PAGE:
Tag Archives: consonants

Segment Interpretation

I Think I finished a new feature today, complete with a settings page for the user to make it work.

The question of segment interpretation has been an issue almost everywhere I’ve worked, and it is often a highly idiosyncratic (or language specific, as you like) thing. So I’ve set out four boolean settings (yes/no, True/False), which govern whether a given segment type is treated as a regular consonant, or separately from other C’s, in the syllable profile analysis:

  • N – Nasals, generally (or only word finally)
  • G – Glides/semivowels
  • S – Other sonorants (i.e., not the above)

In addition to this setting, there are also some segment combinations that could be treated separately:

  • NC – Nasal-Consonant sequences
  • CG – Consonant-Glide Sequences

That’s all for now, but the infrastructure is there, so if anyone REALLY needed something else, we could talk about it.

The following slides show the options for syllable profiles, after analysis given the settings as on the page (which shows current settings on open).

Default Operation

On first open, everything is a C, and no CC sequences are collapsed:

Note the number of each syllable profile, which are sorted with the largest on the top, and how quickly they taper off. I’ve always appreciated being able to do a quick syllable profile analysis, so this is nice. Good to know which are your more canonical forms (e.g., CVC and CCV here) and which are not (e.g., CCVCCV and CVCCCV here).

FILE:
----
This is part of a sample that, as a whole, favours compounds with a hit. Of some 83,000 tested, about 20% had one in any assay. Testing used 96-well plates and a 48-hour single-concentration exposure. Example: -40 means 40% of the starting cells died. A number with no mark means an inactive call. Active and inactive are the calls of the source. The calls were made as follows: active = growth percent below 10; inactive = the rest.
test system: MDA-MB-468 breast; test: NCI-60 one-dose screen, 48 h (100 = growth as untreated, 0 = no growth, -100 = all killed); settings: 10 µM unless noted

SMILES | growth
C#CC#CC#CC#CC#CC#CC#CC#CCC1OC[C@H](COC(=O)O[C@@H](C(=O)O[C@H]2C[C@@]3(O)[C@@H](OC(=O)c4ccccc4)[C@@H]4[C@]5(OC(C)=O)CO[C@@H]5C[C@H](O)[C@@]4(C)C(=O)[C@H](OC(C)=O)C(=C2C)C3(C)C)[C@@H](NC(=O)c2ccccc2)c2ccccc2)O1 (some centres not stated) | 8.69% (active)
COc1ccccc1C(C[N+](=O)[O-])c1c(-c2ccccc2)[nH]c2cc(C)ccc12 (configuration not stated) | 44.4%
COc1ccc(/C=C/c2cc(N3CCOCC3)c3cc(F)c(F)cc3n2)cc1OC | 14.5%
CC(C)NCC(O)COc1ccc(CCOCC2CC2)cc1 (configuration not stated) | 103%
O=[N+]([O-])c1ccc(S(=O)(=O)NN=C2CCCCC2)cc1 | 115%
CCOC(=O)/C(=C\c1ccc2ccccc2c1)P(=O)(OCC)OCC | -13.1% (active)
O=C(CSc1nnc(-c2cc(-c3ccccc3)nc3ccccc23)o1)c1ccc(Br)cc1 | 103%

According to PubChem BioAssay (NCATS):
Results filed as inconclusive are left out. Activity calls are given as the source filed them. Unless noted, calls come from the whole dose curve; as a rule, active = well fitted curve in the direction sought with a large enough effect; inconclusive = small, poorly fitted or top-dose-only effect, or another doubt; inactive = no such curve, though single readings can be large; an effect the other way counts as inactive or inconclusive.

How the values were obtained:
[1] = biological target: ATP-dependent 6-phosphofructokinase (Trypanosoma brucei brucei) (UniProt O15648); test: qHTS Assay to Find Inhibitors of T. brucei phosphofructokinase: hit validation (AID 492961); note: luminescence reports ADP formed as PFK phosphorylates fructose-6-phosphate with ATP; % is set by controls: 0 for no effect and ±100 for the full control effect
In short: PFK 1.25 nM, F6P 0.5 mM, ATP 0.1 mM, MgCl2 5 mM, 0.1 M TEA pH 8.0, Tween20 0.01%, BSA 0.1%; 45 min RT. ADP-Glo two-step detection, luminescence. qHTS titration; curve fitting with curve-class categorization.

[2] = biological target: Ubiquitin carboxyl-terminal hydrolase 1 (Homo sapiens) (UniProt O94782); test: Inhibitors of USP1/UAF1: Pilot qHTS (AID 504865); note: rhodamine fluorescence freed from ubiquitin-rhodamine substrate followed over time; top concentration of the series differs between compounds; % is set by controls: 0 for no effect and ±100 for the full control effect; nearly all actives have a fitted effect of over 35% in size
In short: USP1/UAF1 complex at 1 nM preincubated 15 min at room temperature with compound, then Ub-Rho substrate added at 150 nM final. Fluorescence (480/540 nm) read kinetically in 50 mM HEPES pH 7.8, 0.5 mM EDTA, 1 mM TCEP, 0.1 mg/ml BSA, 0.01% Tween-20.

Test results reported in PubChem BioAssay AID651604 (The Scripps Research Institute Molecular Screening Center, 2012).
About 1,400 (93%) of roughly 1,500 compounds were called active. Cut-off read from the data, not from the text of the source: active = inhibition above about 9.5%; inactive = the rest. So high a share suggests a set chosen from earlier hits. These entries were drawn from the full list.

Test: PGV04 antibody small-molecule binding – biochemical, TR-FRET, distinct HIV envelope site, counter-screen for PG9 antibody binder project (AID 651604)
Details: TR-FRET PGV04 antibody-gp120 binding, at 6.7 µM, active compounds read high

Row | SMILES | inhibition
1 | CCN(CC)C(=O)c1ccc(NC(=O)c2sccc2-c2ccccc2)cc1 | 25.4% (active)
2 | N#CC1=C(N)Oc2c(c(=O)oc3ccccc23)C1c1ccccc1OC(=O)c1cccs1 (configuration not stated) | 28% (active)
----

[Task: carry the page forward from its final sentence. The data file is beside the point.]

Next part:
Distinguishing Segments by Type

By toggling the various settings (then hitting “Use these settings”, after noting the warning that this will trigger a data reanalysis), you can get other analyses. For instance, if you set N≠C, then you get the following (All nasals are distinct from other consonants, wherever they appear):

Or, you can just distinguish nasals only word finally:

In case it isn’t obvious, there is a clear practical trade off to these selections. That is, the more distinctions you make, the smaller your groups become, from max 97 in this case, to 80 or 67, as the number of distinctions increase. So one is typically advised to use the distinctions important in the language (as soon as those are known!), and keep everything else together —hence the number of distinctions I’m offering.

And of course, you can distinguish both glides and nasals at the same time:

And even sonorants, too:

Distinguishing Sequences of Segment Types

The other kind of setting on this page has to do with sequences of particular segment types. That is, should NC be interpreted as such, the same as other CC sequences, or as a single C (all of which I’ve heard people want)? One advantage of this setting is that one can get NC sequences marked as such, without otherwise distinguishing nasals (as in the first two settings):

One can do the same for CG, resulting also in NCG sequences in syllable profiles:

For these two settings, one can leave the default CC interpretation, or specify NC or CG as above, but one can also set either (or both) to just C, so these sequences lump together with other C’s in the profiles (I assume when appropriate for the language!), as here:

Note that this lumping greatly increases your group sizes, and reduces your number of groups, which can help a lot in the analysis —though again you want to be sure that this is appropriate. If you don’t know why it would or wouldn’t be, it probably isn’t.


Anyway, now as you go to sort words by surface tone pattern in various contexts, you can group words with certain segment types together or apart, as appropriate for the language, and work with the appropriate groups as you sort for tone. This will be available in version 0.5 of A→Z+T.